I. Simon’s review published on Letterboxd:
Before I talk about Captain Marvel, I just want to say that if you see the film and dislike it, it’s alright. I know that a handful of people have/will have actual criticisms of the film (even if I completely disagree with them) and that is fine. Not all films work for everyone and we are all entitled to our own opinions. That said, if you are attacking Brie Larson on social media because of your own insecurity of the idea of a woman - who just wants more diversity in film criticism and absolutely does not hate men - playing a powerful character in your dumb capeshit franchise, then you’re a douchebag and I have zero respect for you. As for the film:
It may have taken 20 installments through 10+ years, but Marvel Studios has finally given us a female-centric film with Captain Marvel. I won’t lie that despite my reservations going in based on some of the marketing (even if I thought the marketing was solid for the most part), I was super excited for Captain Marvel, mainly because Brie Larson is a wonderful actress, Anna Boden & Ryan Fleck - who have proved themselves to be great with character-driven films - tackling an MCU film could potentially be something unique compared to most MCU entries, and, last but not least, it being the first female-centric film in the Marvel Cinematic Universe. Not only did Captain Marvel greatly exceed and shatter my expectations, but it makes me yearn even more for more female-centric films in the MCU, as Carol Danvers not only may very well be one of Marvel’s absolute most compelling characters to date (here’s hoping she becomes even more compelling throughout her time in the MCU), but the film itself is by far both the best AND the most heartfelt and human entry in the MCU since Guardians of the Galaxy Vol. 2 (which, in my opinion, is not only the by far the best film in the MCU to date, but also holds a place in my heart).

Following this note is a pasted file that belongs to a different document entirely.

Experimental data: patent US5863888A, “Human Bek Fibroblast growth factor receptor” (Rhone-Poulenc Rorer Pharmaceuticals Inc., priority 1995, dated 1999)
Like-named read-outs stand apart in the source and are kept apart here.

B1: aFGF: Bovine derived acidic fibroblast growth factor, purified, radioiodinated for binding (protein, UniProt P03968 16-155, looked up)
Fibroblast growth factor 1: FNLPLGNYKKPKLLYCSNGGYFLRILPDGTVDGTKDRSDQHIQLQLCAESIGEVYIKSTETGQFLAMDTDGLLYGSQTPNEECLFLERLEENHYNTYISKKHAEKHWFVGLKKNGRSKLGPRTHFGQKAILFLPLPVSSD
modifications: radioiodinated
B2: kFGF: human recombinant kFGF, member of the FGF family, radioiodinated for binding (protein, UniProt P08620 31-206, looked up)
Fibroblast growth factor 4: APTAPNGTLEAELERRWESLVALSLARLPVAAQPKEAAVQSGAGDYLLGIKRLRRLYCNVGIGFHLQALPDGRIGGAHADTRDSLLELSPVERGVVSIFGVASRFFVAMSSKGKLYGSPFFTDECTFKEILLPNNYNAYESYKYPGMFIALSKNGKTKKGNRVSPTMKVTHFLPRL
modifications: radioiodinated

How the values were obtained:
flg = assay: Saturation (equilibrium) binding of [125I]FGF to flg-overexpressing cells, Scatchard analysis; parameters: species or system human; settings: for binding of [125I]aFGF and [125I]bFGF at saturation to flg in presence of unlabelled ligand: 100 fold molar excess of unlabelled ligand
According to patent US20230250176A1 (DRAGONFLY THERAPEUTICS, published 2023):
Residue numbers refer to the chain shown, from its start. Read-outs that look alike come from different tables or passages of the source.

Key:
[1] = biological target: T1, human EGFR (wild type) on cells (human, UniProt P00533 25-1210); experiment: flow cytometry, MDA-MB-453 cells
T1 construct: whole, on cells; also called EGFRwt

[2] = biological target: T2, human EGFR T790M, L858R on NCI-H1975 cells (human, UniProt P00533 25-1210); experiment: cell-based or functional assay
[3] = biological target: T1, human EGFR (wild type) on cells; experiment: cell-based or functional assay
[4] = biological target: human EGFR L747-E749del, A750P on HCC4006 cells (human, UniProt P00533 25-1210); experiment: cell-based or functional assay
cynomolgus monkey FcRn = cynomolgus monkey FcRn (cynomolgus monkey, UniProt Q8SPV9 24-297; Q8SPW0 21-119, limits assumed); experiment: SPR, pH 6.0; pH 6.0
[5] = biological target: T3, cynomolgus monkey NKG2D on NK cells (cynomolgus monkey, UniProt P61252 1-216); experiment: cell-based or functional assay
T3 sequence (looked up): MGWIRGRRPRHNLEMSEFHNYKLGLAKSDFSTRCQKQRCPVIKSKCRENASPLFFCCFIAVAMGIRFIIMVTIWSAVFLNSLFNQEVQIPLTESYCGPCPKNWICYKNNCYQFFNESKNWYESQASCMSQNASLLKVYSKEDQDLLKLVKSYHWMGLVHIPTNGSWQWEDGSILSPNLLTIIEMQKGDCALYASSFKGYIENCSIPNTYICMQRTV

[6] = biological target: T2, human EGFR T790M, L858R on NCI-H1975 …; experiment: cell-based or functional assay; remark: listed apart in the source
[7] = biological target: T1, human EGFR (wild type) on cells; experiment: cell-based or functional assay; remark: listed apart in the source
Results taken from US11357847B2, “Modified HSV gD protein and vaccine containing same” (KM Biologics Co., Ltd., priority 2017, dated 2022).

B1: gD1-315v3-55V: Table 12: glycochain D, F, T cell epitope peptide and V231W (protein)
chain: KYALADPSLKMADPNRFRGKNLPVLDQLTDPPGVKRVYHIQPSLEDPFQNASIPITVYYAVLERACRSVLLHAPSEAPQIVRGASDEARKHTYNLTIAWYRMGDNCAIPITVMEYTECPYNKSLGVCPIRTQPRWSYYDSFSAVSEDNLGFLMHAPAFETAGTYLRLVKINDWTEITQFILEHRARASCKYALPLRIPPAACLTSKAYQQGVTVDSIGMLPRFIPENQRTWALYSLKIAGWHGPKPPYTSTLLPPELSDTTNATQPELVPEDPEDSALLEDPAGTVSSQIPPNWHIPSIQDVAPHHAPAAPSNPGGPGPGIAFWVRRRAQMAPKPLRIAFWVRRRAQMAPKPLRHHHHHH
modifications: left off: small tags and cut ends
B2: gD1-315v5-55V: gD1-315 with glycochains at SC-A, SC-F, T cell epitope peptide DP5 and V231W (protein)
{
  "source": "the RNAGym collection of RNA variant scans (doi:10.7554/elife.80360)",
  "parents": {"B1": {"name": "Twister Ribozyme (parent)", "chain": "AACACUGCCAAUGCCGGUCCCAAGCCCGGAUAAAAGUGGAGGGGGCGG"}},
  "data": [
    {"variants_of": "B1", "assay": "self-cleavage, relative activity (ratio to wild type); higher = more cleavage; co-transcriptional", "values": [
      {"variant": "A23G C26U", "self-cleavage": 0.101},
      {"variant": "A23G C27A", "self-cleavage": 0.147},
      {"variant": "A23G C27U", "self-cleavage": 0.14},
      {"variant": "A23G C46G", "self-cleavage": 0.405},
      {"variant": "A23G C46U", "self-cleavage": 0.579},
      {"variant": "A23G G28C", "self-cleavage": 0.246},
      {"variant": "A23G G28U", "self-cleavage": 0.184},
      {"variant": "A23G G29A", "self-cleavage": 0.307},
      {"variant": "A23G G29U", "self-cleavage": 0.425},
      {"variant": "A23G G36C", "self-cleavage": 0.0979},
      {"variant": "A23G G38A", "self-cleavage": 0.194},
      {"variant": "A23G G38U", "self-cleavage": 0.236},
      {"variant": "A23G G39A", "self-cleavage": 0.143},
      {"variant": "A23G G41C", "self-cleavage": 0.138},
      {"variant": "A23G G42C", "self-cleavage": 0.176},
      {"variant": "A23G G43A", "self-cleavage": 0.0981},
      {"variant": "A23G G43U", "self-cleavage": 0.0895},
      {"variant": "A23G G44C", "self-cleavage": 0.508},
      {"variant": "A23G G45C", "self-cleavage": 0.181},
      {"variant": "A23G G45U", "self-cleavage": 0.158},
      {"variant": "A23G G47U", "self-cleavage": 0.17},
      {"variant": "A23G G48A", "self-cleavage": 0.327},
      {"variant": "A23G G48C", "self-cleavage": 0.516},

As many of you may already know, Captain Marvel is an origin story, and given how Marvel Studios has been with origin stories in the past (with, in my opinion, the only other great origin solo film in the MCU being Captain America: The First Avenger), that alone can create reservations for many because many of the origin stories in the MCU tend to be somewhat formulaic due to restrictions of having to establish the character and set up future installments. What Anna Boden & Ryan Fleck do to subvert this is make the film not only more character-driven compared to most plot-driven MCU installments, but make the film feel so grounded, human and personal, reminding me a lot of what James Gunn did with Guardians of the Galaxy Vol. 2. For a mainstream studio film on a $150 million budget (let alone an MCU film), it’s shocking how grounded and human this film is. Despite all of the chaos and various events that happen on screen, the film never loses its heart or humanity, as there are many emotional beats that feel so genuine, most notably in the friendship between Carol Danvers and Maria Rambeau, a relationship that, while not frequently shown on screen, has greater emotional depth than almost any relationship in the MCU thus far. The way that Boden & Fleck handle those scenes, as well as other scenes of drama, feel far less like MCU melodrama and more like the kind of drama you’d find in Half Nelson. That said, like many MCU films (namely the Guardians of the Galaxy installments), there’s also humor scattered throughout, and most of it really lands, but even when it doesn’t land, you may not mind at all because of how charming and human the film is.